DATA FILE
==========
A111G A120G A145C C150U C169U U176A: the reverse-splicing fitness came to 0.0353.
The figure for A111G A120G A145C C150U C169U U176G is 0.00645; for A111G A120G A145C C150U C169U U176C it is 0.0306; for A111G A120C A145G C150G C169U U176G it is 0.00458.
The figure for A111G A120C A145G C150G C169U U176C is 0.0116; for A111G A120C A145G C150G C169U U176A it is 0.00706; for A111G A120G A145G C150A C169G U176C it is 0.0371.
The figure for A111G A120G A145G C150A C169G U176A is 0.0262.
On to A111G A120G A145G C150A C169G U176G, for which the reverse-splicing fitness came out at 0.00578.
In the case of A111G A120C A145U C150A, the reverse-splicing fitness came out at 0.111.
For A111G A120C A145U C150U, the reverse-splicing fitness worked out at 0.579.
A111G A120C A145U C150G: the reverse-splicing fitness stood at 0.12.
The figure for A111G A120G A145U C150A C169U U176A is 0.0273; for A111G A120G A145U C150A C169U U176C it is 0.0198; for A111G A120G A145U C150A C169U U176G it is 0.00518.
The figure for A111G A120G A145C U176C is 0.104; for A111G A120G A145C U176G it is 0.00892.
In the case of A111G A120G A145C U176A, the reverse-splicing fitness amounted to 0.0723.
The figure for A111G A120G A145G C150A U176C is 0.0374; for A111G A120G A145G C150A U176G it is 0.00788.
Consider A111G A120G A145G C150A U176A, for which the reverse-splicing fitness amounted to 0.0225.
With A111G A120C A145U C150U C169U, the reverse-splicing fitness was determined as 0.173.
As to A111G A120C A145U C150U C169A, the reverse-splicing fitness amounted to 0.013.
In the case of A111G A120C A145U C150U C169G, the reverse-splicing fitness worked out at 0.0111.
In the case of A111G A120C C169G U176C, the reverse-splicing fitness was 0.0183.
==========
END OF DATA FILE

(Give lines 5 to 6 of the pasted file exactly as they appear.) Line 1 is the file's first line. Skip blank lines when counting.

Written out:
On to A111G A120G A145G C150A C169G U176G, for which the reverse-splicing fitness came out at 0.00578.
In the case of A111G A120C A145U C150A, the reverse-splicing fitness came out at 0.111.